Dealing with bad Enterococcus Overgrowth

A reader email me  and stated that he believe that he has an overgrowth of (bad) Enterococcus. I had done an earlier post and thought that I should dig deeper, there are some hints that enterococcus is involved with Chronic Lyme [2007]

Background

“The first description of Enterococcus spp. as agents of infection causing infective endocarditis was reported in 1899 (Maccallum and Hastings 1899); however, enterococci emerged as major multidrug-resistant opportunistic pathogens in the 1990s (Uttley, Collins, Naidoo et al., 1988; Sood, Malhotra, Das et al., 2008). As recently reviewed by Arias and Van Tyne, ‘enterococci epidemiology’ has evolved with antibiotic use and evolution of medical practices (Arias and Murray 2012; Van Tyne and Gilmore 2014). Over the past 30 years, enterococci have become a leading cause of healthcare-associated infections (HCAIs) worldwide (Arias and Murray 2012). Enterococcus faecalis was the first species found to be responsible for infections, but clinical E. faecium strains have been increasingly reported since 2000. A correlation was established between the use of antibiotics in animal feed and human medicine and the emergence of resistant enterococci, in particular of vancomycin-resistant enterococci (VRE) and ampicillin-resistant enterococci (ARE) in fragilized populations (Agudelo Higuita and Huycke 2014).” [2015]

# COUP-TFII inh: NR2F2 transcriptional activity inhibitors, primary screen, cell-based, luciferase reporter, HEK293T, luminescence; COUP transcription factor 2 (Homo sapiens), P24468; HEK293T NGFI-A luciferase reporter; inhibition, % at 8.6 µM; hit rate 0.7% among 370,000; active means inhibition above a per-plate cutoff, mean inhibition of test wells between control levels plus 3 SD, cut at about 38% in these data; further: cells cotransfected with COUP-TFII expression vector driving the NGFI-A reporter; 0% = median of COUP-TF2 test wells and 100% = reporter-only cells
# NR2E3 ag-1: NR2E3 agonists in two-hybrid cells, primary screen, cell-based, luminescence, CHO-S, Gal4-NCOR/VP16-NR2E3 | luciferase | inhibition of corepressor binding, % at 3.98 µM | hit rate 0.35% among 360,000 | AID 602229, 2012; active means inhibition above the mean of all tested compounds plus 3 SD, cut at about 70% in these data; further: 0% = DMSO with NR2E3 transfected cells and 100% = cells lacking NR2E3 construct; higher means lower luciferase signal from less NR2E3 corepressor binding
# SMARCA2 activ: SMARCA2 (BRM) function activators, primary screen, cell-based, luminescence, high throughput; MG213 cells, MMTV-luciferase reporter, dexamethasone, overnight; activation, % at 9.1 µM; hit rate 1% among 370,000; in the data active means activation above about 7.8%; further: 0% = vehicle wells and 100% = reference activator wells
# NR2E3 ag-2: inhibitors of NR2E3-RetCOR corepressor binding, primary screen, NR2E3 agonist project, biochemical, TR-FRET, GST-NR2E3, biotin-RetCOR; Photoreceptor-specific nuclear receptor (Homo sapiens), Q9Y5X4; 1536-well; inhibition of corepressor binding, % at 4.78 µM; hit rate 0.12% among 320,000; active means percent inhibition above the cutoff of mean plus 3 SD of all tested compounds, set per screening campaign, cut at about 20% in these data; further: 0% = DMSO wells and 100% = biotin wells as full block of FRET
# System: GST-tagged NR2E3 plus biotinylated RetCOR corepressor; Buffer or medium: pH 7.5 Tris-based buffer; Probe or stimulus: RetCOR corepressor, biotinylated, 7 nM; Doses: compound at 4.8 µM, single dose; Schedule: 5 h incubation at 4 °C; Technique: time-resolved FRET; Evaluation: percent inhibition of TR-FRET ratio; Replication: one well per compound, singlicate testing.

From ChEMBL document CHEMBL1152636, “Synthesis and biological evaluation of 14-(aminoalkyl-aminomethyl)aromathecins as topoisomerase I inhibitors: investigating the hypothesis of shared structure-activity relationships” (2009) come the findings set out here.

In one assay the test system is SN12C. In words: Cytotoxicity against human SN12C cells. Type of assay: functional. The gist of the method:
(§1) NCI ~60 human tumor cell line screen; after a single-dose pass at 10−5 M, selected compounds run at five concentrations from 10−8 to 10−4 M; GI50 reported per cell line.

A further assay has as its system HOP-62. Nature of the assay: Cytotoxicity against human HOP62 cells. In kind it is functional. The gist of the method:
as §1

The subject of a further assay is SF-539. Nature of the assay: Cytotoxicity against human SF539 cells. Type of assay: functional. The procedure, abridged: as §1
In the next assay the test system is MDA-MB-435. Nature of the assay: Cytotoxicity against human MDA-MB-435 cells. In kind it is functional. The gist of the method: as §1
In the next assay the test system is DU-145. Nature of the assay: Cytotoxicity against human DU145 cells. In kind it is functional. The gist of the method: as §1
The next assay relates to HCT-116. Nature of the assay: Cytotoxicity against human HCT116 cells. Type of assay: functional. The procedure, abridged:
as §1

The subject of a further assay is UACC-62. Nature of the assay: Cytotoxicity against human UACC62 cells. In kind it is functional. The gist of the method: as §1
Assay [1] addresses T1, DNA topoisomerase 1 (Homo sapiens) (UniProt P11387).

Option #1 Displace the bad Enterococcus

My initial take would be to displace them with good Enterococcus from probiotics:

  1. * Symbioflor-1   Enterococcus faecalis (Germany)
  2. Bioflorin – Enterococcus faecium SF 68 (Germany)
  3. BENOIT Enterococcus AF2 (ITALY)
For additional enterococcus probiotics suggestions see this post.This would typically mean 1-4x the “recommended dosage” – as determined by your knowledgeable medical professional.

Option #2 Probiotics that reduce enterococcs

Option #3 Herbs and Spices

  • “Brillantaisia lamium… Enterococcus faecalis… were the most sensitive to all the tested compounds.” [2011]
  • “the annual herb Acanthospermum hispidum DC. (Asteraceae) …a selective antibacterial activity was observed against pathogenic strains of Staphylococcus aureus and Enterococcus faecalis ” [2012]
  • “Rubus parvifolius L. (Rp) is a medicinal herb that possesses antibacterial activity…inhibited the growth of a wide range of Gram positive and negative bacteria, including … Enterococcus faecalis,[2012]
  • “Conyza sumatrensis (Retz.) E.WALKER (Asteraceae) is a spontaneous annual herb.. the leaf oil exhibited significant in vitro antibacterial activity against Enterococcus faecalis” [2013]
  • “among the most active EOs against MDR E. faecalis strains, O. glandulosum, T. capitata, L. multifida, and A. verticillata EOs are constituted principally by terpenoid phenols,…a good synergetic effect between compounds of Eucalyptus globulus EO against multidrug-resistant bacteria, Staphylococcus aureus and Enterococcus faecalis. [2014]
  • From my earlier post on Enterococcus overgrowth,